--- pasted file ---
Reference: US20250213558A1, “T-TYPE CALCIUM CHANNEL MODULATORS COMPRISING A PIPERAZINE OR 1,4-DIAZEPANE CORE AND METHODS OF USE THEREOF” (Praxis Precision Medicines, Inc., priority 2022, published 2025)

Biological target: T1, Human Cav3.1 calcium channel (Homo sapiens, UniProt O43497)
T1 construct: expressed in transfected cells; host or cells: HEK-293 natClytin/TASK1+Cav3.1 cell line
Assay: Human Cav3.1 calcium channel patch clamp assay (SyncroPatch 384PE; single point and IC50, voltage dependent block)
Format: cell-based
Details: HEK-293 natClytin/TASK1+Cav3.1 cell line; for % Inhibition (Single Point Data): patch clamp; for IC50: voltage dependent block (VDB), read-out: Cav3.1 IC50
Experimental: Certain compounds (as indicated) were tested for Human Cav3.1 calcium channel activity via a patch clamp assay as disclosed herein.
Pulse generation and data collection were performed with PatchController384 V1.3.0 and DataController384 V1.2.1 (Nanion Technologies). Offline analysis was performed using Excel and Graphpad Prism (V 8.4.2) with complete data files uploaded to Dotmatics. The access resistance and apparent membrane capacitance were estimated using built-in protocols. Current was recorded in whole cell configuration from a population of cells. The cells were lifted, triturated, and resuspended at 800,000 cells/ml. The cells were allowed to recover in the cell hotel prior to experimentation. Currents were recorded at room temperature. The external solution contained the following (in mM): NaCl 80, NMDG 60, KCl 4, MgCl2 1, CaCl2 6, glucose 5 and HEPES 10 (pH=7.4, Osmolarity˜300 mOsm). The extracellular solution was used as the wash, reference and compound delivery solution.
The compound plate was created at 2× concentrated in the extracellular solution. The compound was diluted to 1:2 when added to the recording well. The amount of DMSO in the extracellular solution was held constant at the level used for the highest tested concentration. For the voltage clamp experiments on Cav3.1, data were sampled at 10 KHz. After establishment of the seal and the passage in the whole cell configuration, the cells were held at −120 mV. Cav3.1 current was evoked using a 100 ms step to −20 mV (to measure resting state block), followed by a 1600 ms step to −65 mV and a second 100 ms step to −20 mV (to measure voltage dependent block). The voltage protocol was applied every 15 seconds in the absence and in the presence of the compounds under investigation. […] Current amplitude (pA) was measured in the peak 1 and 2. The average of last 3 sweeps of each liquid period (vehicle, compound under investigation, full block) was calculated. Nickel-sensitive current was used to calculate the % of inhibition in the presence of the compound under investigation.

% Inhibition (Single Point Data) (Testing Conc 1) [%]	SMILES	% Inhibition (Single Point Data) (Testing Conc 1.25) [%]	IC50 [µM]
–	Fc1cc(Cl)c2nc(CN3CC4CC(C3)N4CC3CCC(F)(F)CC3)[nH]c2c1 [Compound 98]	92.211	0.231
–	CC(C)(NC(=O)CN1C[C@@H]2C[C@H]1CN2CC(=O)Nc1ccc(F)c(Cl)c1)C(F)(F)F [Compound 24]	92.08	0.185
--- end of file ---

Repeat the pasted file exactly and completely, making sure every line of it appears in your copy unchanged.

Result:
Reference: US20250213558A1, “T-TYPE CALCIUM CHANNEL MODULATORS COMPRISING A PIPERAZINE OR 1,4-DIAZEPANE CORE AND METHODS OF USE THEREOF” (Praxis Precision Medicines, Inc., priority 2022, published 2025)

Biological target: T1, Human Cav3.1 calcium channel (Homo sapiens, UniProt O43497)
T1 construct: expressed in transfected cells; host or cells: HEK-293 natClytin/TASK1+Cav3.1 cell line
Assay: Human Cav3.1 calcium channel patch clamp assay (SyncroPatch 384PE; single point and IC50, voltage dependent block)
Format: cell-based
Details: HEK-293 natClytin/TASK1+Cav3.1 cell line; for % Inhibition (Single Point Data): patch clamp; for IC50: voltage dependent block (VDB), read-out: Cav3.1 IC50
Experimental: Certain compounds (as indicated) were tested for Human Cav3.1 calcium channel activity via a patch clamp assay as disclosed herein.
Pulse generation and data collection were performed with PatchController384 V1.3.0 and DataController384 V1.2.1 (Nanion Technologies). Offline analysis was performed using Excel and Graphpad Prism (V 8.4.2) with complete data files uploaded to Dotmatics. The access resistance and apparent membrane capacitance were estimated using built-in protocols. Current was recorded in whole cell configuration from a population of cells. The cells were lifted, triturated, and resuspended at 800,000 cells/ml. The cells were allowed to recover in the cell hotel prior to experimentation. Currents were recorded at room temperature. The external solution contained the following (in mM): NaCl 80, NMDG 60, KCl 4, MgCl2 1, CaCl2 6, glucose 5 and HEPES 10 (pH=7.4, Osmolarity˜300 mOsm). The extracellular solution was used as the wash, reference and compound delivery solution.
The compound plate was created at 2× concentrated in the extracellular solution. The compound was diluted to 1:2 when added to the recording well. The amount of DMSO in the extracellular solution was held constant at the level used for the highest tested concentration. For the voltage clamp experiments on Cav3.1, data were sampled at 10 KHz. After establishment of the seal and the passage in the whole cell configuration, the cells were held at −120 mV. Cav3.1 current was evoked using a 100 ms step to −20 mV (to measure resting state block), followed by a 1600 ms step to −65 mV and a second 100 ms step to −20 mV (to measure voltage dependent block). The voltage protocol was applied every 15 seconds in the absence and in the presence of the compounds under investigation. […] Current amplitude (pA) was measured in the peak 1 and 2. The average of last 3 sweeps of each liquid period (vehicle, compound under investigation, full block) was calculated. Nickel-sensitive current was used to calculate the % of inhibition in the presence of the compound under investigation.

% Inhibition (Single Point Data) (Testing Conc 1) [%]	SMILES	% Inhibition (Single Point Data) (Testing Conc 1.25) [%]	IC50 [µM]
–	Fc1cc(Cl)c2nc(CN3CC4CC(C3)N4CC3CCC(F)(F)CC3)[nH]c2c1 [Compound 98]	92.211	0.231
–	CC(C)(NC(=O)CN1C[C@@H]2C[C@H]1CN2CC(=O)Nc1ccc(F)c(Cl)c1)C(F)(F)F [Compound 24]	92.08	0.185